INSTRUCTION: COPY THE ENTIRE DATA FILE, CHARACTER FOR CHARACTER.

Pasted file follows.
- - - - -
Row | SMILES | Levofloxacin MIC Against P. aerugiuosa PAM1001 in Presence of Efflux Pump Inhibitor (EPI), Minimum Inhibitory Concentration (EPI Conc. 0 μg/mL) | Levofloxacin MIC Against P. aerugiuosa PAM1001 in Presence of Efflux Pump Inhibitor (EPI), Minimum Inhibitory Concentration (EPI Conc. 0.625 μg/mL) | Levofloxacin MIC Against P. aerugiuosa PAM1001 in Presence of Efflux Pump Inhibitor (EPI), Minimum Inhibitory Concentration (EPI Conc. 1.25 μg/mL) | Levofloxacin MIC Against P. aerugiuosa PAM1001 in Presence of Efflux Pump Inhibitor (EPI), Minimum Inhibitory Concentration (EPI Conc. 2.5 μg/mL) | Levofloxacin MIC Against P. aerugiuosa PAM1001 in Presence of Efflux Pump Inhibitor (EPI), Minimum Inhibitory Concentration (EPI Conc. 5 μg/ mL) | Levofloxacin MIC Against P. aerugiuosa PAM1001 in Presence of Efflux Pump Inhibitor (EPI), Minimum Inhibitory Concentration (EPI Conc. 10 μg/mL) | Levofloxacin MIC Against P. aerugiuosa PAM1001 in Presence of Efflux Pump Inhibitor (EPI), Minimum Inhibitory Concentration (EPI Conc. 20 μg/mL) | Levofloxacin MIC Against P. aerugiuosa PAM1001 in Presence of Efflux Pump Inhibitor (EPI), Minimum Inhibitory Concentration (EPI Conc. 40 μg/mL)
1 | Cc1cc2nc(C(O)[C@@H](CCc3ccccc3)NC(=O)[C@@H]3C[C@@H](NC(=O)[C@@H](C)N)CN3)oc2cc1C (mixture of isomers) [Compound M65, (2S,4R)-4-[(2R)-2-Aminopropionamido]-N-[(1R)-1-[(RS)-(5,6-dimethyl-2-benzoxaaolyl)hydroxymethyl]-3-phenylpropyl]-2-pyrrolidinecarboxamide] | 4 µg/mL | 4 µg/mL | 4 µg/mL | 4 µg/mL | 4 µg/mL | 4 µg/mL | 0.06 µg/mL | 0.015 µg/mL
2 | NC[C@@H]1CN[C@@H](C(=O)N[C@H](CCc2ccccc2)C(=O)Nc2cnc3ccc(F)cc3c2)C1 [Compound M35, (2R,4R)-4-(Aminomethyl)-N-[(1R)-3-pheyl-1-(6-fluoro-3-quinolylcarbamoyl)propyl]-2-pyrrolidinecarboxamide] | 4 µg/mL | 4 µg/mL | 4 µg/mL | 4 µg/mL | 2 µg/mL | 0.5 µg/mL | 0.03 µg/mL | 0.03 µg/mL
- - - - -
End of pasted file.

Row | SMILES | Levofloxacin MIC Against P. aerugiuosa PAM1001 in Presence of Efflux Pump Inhibitor (EPI), Minimum Inhibitory Concentration (EPI Conc. 0 μg/mL) | Levofloxacin MIC Against P. aerugiuosa PAM1001 in Presence of Efflux Pump Inhibitor (EPI), Minimum Inhibitory Concentration (EPI Conc. 0.625 μg/mL) | Levofloxacin MIC Against P. aerugiuosa PAM1001 in Presence of Efflux Pump Inhibitor (EPI), Minimum Inhibitory Concentration (EPI Conc. 1.25 μg/mL) | Levofloxacin MIC Against P. aerugiuosa PAM1001 in Presence of Efflux Pump Inhibitor (EPI), Minimum Inhibitory Concentration (EPI Conc. 2.5 μg/mL) | Levofloxacin MIC Against P. aerugiuosa PAM1001 in Presence of Efflux Pump Inhibitor (EPI), Minimum Inhibitory Concentration (EPI Conc. 5 μg/ mL) | Levofloxacin MIC Against P. aerugiuosa PAM1001 in Presence of Efflux Pump Inhibitor (EPI), Minimum Inhibitory Concentration (EPI Conc. 10 μg/mL) | Levofloxacin MIC Against P. aerugiuosa PAM1001 in Presence of Efflux Pump Inhibitor (EPI), Minimum Inhibitory Concentration (EPI Conc. 20 μg/mL) | Levofloxacin MIC Against P. aerugiuosa PAM1001 in Presence of Efflux Pump Inhibitor (EPI), Minimum Inhibitory Concentration (EPI Conc. 40 μg/mL)
1 | Cc1cc2nc(C(O)[C@@H](CCc3ccccc3)NC(=O)[C@@H]3C[C@@H](NC(=O)[C@@H](C)N)CN3)oc2cc1C (mixture of isomers) [Compound M65, (2S,4R)-4-[(2R)-2-Aminopropionamido]-N-[(1R)-1-[(RS)-(5,6-dimethyl-2-benzoxaaolyl)hydroxymethyl]-3-phenylpropyl]-2-pyrrolidinecarboxamide] | 4 µg/mL | 4 µg/mL | 4 µg/mL | 4 µg/mL | 4 µg/mL | 4 µg/mL | 0.06 µg/mL | 0.015 µg/mL
2 | NC[C@@H]1CN[C@@H](C(=O)N[C@H](CCc2ccccc2)C(=O)Nc2cnc3ccc(F)cc3c2)C1 [Compound M35, (2R,4R)-4-(Aminomethyl)-N-[(1R)-3-pheyl-1-(6-fluoro-3-quinolylcarbamoyl)propyl]-2-pyrrolidinecarboxamide] | 4 µg/mL | 4 µg/mL | 4 µg/mL | 4 µg/mL | 2 µg/mL | 0.5 µg/mL | 0.03 µg/mL | 0.03 µg/mL